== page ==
"And astrology: most people will say of astrology, 'Well, it's harmless fun.' And I should say that for 80% of the cases it probably is harmless fun, but there's a strong way in which it isn't harmless. One, because it is so anti-science. You will hear things like, 'Science doesn't know everything.' Well, of course science doesn't know everything. But, because science doesn't know everything, it doesn't mean that science knows nothing. Science knows enough for us to be watched by a few million people now on television, for these lights to be working, for quite extraordinary miracles to have taken place in terms of the harnessing of the physical world and our dim approaches towards understanding it. And as Wittgenstein quite rightly said, 'When we understand every single secret of the universe, there will still be left the eternal mystery of the human heart.'"

From Fry's March 2001 appearance on Room 101.

Stephen Fry on a couch
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6. On Smoking

"I think I have always linked smoking and sex. Maybe this is where I have been going wrong all my life."

From The Fry Chronicles (Kindle Locations 439-440).

7. On Clichés

"It is a cliché that most clichés are true, but then like most clichés, that cliché is untrue. Sticks and stones may break my bones, but words will always hurt me."

From Moab Is My Washpot (p. 113).

8. On His Singing Voice

"I have to mime at parties when everyone sings 'Happy Birthday.' ... mime or mumble and rumble and growl and grunt so deep that only moles, manta rays and mushrooms can hear me.

"I'm not even tone deaf, that's the arse-mothering, f***-nosed, bugger-sucking wank of the thing."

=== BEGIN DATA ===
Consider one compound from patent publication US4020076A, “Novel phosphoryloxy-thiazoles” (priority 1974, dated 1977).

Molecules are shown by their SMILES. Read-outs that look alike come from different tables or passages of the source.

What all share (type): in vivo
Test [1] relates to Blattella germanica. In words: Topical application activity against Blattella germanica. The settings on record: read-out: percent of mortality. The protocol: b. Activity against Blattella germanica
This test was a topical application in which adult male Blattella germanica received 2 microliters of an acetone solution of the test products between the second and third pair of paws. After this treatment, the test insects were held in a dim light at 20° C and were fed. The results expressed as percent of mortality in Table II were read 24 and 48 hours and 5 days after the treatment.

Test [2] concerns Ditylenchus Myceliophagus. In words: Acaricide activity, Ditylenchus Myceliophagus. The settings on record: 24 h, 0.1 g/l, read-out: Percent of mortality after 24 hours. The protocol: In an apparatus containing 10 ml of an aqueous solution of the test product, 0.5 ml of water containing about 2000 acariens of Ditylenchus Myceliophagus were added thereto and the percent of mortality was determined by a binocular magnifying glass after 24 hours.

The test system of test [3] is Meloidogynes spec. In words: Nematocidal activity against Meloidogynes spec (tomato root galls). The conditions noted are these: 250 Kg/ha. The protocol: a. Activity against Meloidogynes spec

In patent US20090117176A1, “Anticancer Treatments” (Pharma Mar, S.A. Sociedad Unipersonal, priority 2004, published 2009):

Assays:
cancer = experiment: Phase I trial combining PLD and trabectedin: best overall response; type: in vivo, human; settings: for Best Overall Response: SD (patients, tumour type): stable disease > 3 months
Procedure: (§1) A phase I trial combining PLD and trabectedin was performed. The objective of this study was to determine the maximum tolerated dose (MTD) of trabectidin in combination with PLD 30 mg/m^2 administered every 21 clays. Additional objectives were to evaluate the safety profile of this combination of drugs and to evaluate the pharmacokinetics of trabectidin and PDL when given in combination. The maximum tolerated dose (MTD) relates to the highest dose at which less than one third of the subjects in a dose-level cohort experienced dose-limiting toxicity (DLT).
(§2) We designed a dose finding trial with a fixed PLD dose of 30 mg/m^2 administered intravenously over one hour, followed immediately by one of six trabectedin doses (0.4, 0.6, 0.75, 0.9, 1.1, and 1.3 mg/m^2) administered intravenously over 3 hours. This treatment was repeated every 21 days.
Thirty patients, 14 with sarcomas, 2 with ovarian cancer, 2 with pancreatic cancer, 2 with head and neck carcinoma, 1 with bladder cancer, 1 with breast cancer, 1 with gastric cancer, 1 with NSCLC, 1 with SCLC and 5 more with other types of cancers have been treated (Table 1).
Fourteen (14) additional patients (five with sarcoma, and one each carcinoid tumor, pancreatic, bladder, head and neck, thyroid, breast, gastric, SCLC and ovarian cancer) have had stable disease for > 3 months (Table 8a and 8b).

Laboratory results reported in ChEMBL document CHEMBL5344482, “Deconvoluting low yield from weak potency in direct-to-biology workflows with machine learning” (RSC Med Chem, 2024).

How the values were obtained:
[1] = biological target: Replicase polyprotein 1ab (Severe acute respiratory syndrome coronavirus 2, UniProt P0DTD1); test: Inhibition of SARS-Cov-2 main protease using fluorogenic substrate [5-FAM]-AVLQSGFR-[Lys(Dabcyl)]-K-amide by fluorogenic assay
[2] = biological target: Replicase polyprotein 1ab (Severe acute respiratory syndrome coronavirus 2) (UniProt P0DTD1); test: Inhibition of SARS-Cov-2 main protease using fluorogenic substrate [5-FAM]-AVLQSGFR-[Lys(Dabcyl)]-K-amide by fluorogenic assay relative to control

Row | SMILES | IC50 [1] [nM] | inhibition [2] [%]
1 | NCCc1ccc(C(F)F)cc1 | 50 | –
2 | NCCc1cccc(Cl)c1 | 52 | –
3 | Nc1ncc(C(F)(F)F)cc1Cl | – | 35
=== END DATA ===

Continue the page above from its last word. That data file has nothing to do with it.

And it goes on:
(Note: this bit appears below the heading "I Can't F***ing Join In" and above the heading "I'm Not Even Tone F***ing Deaf.")

From Moab Is My Washpot (pp. 85-86).

9. On Poetry and Laziness

"You cannot work too hard at poetry. People are bad at it not because they have tin ears, but because they simply don't have the faintest idea how much work goes into it. It's not as if you're ordering a pizza or doing something that requires direct communication in a very banal way. But it seems these days the only people who spend time over things are retired people and prisoners. We bolt things, untasted.

"It's so easy to say, 'That'll do.' Everyone's in a hurry. People are intellectually lazy, morally lazy, ethically lazy...

"... When people get angry with a traffic warden they don't stop and think what it would be like to be a traffic warden or how annoying it would be if people could park wherever they liked. People talk lazily about how hypocritical politicians are. But everyone is. On the one hand we hate that petrol is expensive and on the other we go on about global warming. We abrogate the responsibility for thought and moral decisions onto others and then have the luxury of saying it's not good enough."

From Fry's interview with The Daily Telegraph promoting his book The Ode Less Travelled: Unlocking the Poet Within.

10. On Critics